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One More Reason to Drink in the New Year: Suit Over Citywide Beer, Wine Sales Is Dead.

Have I told you how much I love Spec's? No? Well, I do.
Have I told you how much I love Spec's? No? Well, I do.

Whilst you drink in the news that new-to-town Spec's (where a 1.75L bottle of Old Fitzgerald runs $21.46, cheaper if you pay cash) is looking to buy Sigel's (where the same bottle of Old Fitz costs $32), allow me to pour you another tall one the day before the day before New Year's Eve: That lawsuit over the ordinance allowing for the citywide sale of beer and wine appears to be officially over. (For now?)

As you no doubt recall, attorneys Andy Siegel and Leland de la Garza brought the suit on behalf of real-estater Marcus Wood and, according to the city's filings, "unidentified business interests" (i.e., liquor stores) who sought to overturn the November 2010 referendum. They contended that at-the-time City Secretary Deborah Watkins validated Kroger-backed Keep the Dollars in Dallas's petitions despite there not being enough legit signatures to trigger the local option election. To which the city said: That's incorrect.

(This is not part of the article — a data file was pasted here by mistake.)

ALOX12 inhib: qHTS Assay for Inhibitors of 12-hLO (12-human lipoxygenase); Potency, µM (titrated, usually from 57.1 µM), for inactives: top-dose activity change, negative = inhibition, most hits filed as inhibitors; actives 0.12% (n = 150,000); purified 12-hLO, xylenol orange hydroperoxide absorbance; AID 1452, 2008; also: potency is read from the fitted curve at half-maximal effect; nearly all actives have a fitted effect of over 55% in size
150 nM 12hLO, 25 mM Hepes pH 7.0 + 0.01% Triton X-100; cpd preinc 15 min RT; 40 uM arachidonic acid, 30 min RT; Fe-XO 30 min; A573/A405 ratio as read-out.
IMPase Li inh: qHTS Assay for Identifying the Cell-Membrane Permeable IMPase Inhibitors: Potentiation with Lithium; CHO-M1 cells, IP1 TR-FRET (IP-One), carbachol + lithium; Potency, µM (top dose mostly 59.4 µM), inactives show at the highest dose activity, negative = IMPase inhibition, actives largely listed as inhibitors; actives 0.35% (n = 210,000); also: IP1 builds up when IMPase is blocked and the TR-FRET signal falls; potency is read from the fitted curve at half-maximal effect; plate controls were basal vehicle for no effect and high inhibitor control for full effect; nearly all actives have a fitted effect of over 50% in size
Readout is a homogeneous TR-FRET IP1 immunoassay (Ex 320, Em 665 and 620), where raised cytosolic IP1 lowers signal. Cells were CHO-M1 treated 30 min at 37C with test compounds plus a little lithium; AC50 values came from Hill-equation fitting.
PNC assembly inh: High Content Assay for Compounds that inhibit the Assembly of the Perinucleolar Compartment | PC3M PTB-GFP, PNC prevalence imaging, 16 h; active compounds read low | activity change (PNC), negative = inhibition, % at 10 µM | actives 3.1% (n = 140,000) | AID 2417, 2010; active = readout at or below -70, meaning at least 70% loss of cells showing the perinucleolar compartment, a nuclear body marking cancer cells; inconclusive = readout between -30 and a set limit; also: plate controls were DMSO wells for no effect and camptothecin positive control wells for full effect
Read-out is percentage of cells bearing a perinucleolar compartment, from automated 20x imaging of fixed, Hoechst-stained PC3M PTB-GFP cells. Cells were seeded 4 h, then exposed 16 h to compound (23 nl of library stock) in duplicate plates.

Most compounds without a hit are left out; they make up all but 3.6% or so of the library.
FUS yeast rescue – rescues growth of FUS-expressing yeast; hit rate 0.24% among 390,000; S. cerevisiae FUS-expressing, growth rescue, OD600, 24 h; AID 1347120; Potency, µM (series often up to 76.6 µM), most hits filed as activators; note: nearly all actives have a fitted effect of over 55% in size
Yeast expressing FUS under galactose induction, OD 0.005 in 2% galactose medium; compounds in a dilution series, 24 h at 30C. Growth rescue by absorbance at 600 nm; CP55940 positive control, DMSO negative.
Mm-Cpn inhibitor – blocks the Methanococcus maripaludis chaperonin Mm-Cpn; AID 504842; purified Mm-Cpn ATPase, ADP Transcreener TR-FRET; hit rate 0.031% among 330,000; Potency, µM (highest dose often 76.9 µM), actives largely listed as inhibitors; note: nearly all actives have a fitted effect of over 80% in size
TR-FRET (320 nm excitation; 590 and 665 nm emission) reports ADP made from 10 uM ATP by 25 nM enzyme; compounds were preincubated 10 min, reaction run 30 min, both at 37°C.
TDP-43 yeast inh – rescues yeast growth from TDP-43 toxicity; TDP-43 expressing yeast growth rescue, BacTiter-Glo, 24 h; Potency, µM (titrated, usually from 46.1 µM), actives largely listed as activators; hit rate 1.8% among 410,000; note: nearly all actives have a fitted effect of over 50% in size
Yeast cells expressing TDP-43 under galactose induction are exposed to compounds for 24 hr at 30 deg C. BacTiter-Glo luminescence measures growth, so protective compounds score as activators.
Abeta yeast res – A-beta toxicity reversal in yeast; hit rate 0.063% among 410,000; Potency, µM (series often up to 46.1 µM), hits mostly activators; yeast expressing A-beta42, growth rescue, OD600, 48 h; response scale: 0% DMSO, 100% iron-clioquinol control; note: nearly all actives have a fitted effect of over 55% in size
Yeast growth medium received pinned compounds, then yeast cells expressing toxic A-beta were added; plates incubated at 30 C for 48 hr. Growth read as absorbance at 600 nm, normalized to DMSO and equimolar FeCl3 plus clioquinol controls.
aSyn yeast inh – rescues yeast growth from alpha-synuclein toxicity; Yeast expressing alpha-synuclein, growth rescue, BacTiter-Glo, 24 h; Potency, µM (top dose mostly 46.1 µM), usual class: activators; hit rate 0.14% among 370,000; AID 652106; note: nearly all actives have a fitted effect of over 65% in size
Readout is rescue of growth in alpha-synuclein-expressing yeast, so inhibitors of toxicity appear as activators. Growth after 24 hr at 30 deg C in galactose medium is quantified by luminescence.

Shortly before the case was scheduled for trial on September 12, Judge Laurine Blake of Bonham poured out the suit. But Siegel said he expected as much and told us he'd file an appeal: "Saves the time & expense of going to trial before the appeals court clarifies the governing legal standard of whether the City was required to come up with a certified & valid number of Petition signatures before calling a lawful election." A few weeks later they began the appeals process.

But a Friend of Unfair Park reminded me yesterday: The deadline for the formal filing of the appeal passed a few weeks ago -- December 1, to be precise. I asked Siegel if that was that. His short-n-sweet response via email: "Done w/Litigation for now." My New Year's resolution: Forget the case number DC-10-14835, which I have memorized like my own phone number. Drink up.


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